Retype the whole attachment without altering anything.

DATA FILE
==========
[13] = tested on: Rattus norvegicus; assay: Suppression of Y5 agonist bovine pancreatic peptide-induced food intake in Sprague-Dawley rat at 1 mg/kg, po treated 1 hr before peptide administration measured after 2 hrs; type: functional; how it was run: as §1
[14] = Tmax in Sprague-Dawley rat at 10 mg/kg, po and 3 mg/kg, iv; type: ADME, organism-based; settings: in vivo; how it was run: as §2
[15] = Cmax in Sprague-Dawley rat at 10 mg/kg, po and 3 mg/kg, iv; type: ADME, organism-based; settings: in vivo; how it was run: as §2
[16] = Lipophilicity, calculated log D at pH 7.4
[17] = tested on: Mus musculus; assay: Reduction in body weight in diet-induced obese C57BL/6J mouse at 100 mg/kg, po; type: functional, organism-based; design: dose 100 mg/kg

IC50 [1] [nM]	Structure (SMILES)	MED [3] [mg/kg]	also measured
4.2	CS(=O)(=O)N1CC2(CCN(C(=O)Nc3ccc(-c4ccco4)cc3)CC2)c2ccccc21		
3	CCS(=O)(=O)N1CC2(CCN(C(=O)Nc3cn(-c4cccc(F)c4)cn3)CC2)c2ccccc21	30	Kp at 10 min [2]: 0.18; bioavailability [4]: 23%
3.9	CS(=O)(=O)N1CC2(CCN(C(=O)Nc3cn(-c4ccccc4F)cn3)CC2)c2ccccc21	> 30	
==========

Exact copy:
[13] = tested on: Rattus norvegicus; assay: Suppression of Y5 agonist bovine pancreatic peptide-induced food intake in Sprague-Dawley rat at 1 mg/kg, po treated 1 hr before peptide administration measured after 2 hrs; type: functional; how it was run: as §1
[14] = Tmax in Sprague-Dawley rat at 10 mg/kg, po and 3 mg/kg, iv; type: ADME, organism-based; settings: in vivo; how it was run: as §2
[15] = Cmax in Sprague-Dawley rat at 10 mg/kg, po and 3 mg/kg, iv; type: ADME, organism-based; settings: in vivo; how it was run: as §2
[16] = Lipophilicity, calculated log D at pH 7.4
[17] = tested on: Mus musculus; assay: Reduction in body weight in diet-induced obese C57BL/6J mouse at 100 mg/kg, po; type: functional, organism-based; design: dose 100 mg/kg

IC50 [1] [nM]	Structure (SMILES)	MED [3] [mg/kg]	also measured
4.2	CS(=O)(=O)N1CC2(CCN(C(=O)Nc3ccc(-c4ccco4)cc3)CC2)c2ccccc21		
3	CCS(=O)(=O)N1CC2(CCN(C(=O)Nc3cn(-c4cccc(F)c4)cn3)CC2)c2ccccc21	30	Kp at 10 min [2]: 0.18; bioavailability [4]: 23%
3.9	CS(=O)(=O)N1CC2(CCN(C(=O)Nc3cn(-c4ccccc4F)cn3)CC2)c2ccccc21	> 30	